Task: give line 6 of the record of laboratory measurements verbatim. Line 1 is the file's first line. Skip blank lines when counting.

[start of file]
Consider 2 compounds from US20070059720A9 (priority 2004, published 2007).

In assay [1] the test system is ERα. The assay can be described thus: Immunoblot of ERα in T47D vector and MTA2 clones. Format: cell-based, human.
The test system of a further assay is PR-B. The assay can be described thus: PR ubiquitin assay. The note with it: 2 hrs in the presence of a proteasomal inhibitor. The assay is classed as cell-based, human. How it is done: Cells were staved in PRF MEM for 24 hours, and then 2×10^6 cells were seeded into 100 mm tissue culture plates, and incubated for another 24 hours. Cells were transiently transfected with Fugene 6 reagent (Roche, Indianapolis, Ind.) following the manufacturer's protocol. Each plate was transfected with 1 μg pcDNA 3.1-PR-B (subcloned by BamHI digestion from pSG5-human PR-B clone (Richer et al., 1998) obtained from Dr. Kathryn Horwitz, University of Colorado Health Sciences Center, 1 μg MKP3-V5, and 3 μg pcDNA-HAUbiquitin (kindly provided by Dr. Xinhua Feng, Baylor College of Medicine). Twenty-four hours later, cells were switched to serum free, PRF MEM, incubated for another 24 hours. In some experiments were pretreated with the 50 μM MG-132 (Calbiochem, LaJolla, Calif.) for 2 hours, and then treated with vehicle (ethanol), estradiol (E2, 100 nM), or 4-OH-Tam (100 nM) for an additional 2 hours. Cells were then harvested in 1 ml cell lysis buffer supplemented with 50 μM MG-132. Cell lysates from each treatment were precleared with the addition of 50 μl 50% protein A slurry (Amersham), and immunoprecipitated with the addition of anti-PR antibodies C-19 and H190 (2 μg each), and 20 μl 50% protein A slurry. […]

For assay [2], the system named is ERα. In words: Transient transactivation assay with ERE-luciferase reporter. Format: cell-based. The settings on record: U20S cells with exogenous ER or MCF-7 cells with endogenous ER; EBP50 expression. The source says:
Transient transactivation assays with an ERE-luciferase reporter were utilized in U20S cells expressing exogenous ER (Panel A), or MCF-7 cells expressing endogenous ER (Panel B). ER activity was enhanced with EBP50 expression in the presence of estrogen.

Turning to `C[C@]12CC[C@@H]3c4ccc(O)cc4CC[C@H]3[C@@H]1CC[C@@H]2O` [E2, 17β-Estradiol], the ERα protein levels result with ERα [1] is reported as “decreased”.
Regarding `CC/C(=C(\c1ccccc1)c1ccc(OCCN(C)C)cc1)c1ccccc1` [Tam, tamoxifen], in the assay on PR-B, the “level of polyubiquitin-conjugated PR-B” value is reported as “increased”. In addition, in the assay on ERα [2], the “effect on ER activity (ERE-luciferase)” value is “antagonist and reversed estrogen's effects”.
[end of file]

Turning to `C[C@]12CC[C@@H]3c4ccc(O)cc4CC[C@H]3[C@@H]1CC[C@@H]2O` [E2, 17β-Estradiol], the ERα protein levels result with ERα [1] is reported as “decreased”.